Ukrainian forces and rebels exchange POWs as war grinds on

Swap comes amid rising tensions over US move to supply weapons to Ukrainian army

Prisoners of war (POWs) from   separatist, self-proclaimed republics on the Ukraine-Russia border board a bus during an exchange of captives near the city of Bakhmut in Donetsk region, Ukraine. Photograph: Valentyn Ogirenko/Reuters

Prisoners of war (POWs) from separatist, self-proclaimed republics on the Ukraine-Russia border board a bus during an exchange of captives near the city of Bakhmut in Donetsk region, Ukraine. Photograph: Valentyn Ogirenko/Reuters

 

Ukrainian authorities and separatist rebels fighting in the country’s east exchanged hundreds of captives on Wednesday, in the first major prisoner swap this year, as the conflict that has lasted more than three years continues to simmer.

Ukrainian forces and separatists backed by Russia have fought for control of the country’s eastern flank since 2014, in a bloody war that has killed more than 10,000 combatants and civilians. The 2015 Minsk peace agreements outlined a prisoner swap programme, but mutual distrust and constant ceasefire breakdowns have stymied the exchanges.

Ukraine received 74 captives from rebel forces occupying the Donbass region, which borders Russia, Ukrainian politician Iryna Lutsenko said. Ukraine had pledged to release 306 people in exchange.

But local news agencies said some of those agreed to be exchanged by Kiev refused to travel to the occupied territory, and only 246 people ultimately travelled east across the war’s no man’s land.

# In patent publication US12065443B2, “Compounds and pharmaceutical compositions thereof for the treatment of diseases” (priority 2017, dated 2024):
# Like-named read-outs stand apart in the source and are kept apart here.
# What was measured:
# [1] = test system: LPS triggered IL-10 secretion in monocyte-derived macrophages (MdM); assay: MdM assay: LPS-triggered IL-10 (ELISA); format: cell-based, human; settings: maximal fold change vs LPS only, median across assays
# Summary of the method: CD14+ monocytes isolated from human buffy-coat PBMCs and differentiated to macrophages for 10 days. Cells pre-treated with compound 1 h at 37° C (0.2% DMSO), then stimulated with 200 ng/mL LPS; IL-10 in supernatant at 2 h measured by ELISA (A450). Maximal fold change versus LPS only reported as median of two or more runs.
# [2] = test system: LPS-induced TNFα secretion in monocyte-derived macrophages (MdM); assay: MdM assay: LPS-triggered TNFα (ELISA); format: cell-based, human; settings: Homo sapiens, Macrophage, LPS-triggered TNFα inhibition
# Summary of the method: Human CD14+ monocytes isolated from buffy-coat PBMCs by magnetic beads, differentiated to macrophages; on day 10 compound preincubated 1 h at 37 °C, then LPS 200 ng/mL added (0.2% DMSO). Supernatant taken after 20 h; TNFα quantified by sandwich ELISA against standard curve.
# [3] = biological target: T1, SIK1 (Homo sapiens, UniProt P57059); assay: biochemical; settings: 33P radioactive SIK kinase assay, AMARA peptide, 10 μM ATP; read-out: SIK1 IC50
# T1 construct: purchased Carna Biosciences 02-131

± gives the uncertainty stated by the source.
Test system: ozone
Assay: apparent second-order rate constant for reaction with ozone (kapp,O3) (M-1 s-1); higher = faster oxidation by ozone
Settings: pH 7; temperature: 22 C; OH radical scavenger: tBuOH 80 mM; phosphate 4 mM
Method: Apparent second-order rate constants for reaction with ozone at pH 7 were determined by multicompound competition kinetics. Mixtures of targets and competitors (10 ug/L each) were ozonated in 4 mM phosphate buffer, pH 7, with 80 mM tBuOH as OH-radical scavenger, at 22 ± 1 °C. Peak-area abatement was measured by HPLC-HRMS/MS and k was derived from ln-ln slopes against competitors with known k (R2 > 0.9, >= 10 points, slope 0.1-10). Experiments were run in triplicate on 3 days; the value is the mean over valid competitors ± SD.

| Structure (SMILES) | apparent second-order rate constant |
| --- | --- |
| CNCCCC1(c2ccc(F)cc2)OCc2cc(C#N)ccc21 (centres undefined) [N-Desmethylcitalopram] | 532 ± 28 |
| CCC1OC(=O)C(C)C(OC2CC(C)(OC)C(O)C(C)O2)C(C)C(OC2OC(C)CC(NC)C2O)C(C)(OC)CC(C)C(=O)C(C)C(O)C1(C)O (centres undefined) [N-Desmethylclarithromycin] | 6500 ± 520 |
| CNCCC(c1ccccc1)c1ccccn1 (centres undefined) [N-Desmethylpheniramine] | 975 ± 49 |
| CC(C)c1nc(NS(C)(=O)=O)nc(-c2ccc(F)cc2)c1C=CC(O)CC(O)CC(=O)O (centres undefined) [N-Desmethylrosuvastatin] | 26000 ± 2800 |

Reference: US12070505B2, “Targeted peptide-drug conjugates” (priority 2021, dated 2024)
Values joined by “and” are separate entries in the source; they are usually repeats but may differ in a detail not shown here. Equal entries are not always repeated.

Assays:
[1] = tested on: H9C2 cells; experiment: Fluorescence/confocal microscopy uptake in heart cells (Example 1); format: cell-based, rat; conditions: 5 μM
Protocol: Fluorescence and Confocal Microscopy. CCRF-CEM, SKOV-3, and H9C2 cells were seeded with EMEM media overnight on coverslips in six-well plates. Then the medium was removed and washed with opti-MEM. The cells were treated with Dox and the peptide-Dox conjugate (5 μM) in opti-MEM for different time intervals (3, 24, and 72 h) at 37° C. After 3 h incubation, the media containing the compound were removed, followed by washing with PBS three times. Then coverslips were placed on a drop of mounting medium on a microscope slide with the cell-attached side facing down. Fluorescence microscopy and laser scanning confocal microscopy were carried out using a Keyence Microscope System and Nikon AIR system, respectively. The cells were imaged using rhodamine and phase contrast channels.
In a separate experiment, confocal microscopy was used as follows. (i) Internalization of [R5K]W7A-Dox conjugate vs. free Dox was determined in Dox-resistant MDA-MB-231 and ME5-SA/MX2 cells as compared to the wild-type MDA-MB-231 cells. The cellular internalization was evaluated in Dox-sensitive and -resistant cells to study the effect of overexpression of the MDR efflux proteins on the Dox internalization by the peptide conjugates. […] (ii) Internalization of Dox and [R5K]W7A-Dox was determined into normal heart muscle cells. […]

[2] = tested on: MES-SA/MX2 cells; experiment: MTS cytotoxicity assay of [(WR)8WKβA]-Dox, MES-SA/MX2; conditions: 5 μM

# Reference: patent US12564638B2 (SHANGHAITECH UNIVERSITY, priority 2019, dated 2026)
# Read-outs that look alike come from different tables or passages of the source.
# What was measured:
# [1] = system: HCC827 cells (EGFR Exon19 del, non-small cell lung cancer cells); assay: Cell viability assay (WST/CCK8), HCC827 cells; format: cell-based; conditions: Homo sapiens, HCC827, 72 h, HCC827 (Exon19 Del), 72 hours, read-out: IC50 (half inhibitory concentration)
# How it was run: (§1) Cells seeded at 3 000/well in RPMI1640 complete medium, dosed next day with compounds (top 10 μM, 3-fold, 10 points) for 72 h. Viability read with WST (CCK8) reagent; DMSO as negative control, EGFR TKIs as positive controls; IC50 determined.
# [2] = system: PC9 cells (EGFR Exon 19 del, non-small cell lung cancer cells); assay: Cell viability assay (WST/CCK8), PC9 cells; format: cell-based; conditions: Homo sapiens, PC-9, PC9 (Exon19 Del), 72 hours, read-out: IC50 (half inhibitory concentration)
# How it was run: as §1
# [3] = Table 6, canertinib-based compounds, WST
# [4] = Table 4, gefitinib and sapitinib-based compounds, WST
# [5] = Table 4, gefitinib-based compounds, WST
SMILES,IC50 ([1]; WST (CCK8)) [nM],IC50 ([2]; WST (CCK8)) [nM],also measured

“There is good news of which we can say already. The exchange process is over,” Ms Lutsenko said on Facebook.

The prisoner exchange, which involved officials on both sides working around the clock for days to agree a list of names and legal framework for the swap, offers some optimism for hopes of progress on a workable peace deal.

Tillerson called on Russia to 'lower the level of violence'

But it comes amid a recent intensification of the conflict, which Kiev says began when Russia fomented a proxy war in the country after Moscow’s 2014 invasion and annexation of Crimea.

The US last week agreed to supply weapons to the Ukrainian army, which has long demanded anti-tank missiles and other equipment from western allies. The move has angered Moscow, which has warned that Washington’s involvement could result in an escalation of the fighting.

US secretary of state Rex Tillerson spoke to his Russian counterpart Sergei Lavrov on Tuesday and expressed concern over the recent flare-up of hostilities. Mr Tillerson called on Russia to “lower the level of violence”, his spokesperson said on Wednesday.

Occupied territory

Ukraine’s pro-western government has accused Moscow of dispatching troops, weapons and equipment to the occupied territory, which Russia denies.

“Nothing is more important than to return our people home,” Ukrainian president Petro Poroshenko said during a meeting with the relatives of the hostages on Tuesday. “I hope it will be a symbol of our struggle and victory.”

“It was a very exhausting and professional struggle for everyone. I believe it will bring the result tomorrow,” Mr Poroshenko added.

Boris Gryzlov, Russia’s representative to a Ukraine-Russia contact group facilitated by the Organization for Security and Co-operation in Europe (OSCE), said such prisoner swaps could continue to take place.

“This is an important event above all for the people returning home, who will celebrate the new year together with their relatives and loved ones,” Mr Gryzlov told local media on Wednesday. “This is the first stage of the exchange in the all-for-all format.”

Martin Sajdik, the OSCE’s representative to the trilateral talks, on Tuesday welcomed the exchange as a “deeply humanitarian gesture”.

“I call upon the sides to provide conditions of dignity and respect for each of the persons to be exchanged,” he said. – Copyright The Financial Times Limited 2017